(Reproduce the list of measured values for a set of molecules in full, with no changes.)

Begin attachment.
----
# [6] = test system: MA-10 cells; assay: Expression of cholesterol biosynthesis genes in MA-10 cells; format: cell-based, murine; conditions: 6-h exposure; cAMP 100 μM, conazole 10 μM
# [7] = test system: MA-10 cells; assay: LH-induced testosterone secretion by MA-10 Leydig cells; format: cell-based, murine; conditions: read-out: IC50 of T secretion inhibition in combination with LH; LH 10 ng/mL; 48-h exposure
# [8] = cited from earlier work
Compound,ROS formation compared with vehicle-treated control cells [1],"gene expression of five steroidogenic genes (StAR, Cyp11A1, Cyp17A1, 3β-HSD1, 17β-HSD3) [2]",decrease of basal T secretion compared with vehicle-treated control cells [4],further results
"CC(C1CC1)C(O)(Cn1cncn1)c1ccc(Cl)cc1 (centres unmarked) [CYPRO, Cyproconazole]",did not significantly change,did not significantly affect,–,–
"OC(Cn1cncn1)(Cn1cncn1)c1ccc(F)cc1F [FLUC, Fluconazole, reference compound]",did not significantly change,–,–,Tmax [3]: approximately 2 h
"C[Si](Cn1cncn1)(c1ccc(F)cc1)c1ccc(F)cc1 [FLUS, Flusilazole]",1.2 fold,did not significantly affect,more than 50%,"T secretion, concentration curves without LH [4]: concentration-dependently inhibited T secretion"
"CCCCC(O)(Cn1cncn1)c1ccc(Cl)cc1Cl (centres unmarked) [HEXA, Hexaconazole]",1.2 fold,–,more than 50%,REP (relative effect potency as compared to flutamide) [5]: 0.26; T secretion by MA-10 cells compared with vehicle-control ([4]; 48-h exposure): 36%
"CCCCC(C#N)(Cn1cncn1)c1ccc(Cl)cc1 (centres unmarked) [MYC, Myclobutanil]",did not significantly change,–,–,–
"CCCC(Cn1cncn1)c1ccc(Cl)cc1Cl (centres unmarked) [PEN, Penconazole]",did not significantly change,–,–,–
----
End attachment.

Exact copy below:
# [6] = test system: MA-10 cells; assay: Expression of cholesterol biosynthesis genes in MA-10 cells; format: cell-based, murine; conditions: 6-h exposure; cAMP 100 μM, conazole 10 μM
# [7] = test system: MA-10 cells; assay: LH-induced testosterone secretion by MA-10 Leydig cells; format: cell-based, murine; conditions: read-out: IC50 of T secretion inhibition in combination with LH; LH 10 ng/mL; 48-h exposure
# [8] = cited from earlier work
Compound,ROS formation compared with vehicle-treated control cells [1],"gene expression of five steroidogenic genes (StAR, Cyp11A1, Cyp17A1, 3β-HSD1, 17β-HSD3) [2]",decrease of basal T secretion compared with vehicle-treated control cells [4],further results
"CC(C1CC1)C(O)(Cn1cncn1)c1ccc(Cl)cc1 (centres unmarked) [CYPRO, Cyproconazole]",did not significantly change,did not significantly affect,–,–
"OC(Cn1cncn1)(Cn1cncn1)c1ccc(F)cc1F [FLUC, Fluconazole, reference compound]",did not significantly change,–,–,Tmax [3]: approximately 2 h
"C[Si](Cn1cncn1)(c1ccc(F)cc1)c1ccc(F)cc1 [FLUS, Flusilazole]",1.2 fold,did not significantly affect,more than 50%,"T secretion, concentration curves without LH [4]: concentration-dependently inhibited T secretion"
"CCCCC(O)(Cn1cncn1)c1ccc(Cl)cc1Cl (centres unmarked) [HEXA, Hexaconazole]",1.2 fold,–,more than 50%,REP (relative effect potency as compared to flutamide) [5]: 0.26; T secretion by MA-10 cells compared with vehicle-control ([4]; 48-h exposure): 36%
"CCCCC(C#N)(Cn1cncn1)c1ccc(Cl)cc1 (centres unmarked) [MYC, Myclobutanil]",did not significantly change,–,–,–
"CCCC(Cn1cncn1)c1ccc(Cl)cc1Cl (centres unmarked) [PEN, Penconazole]",did not significantly change,–,–,–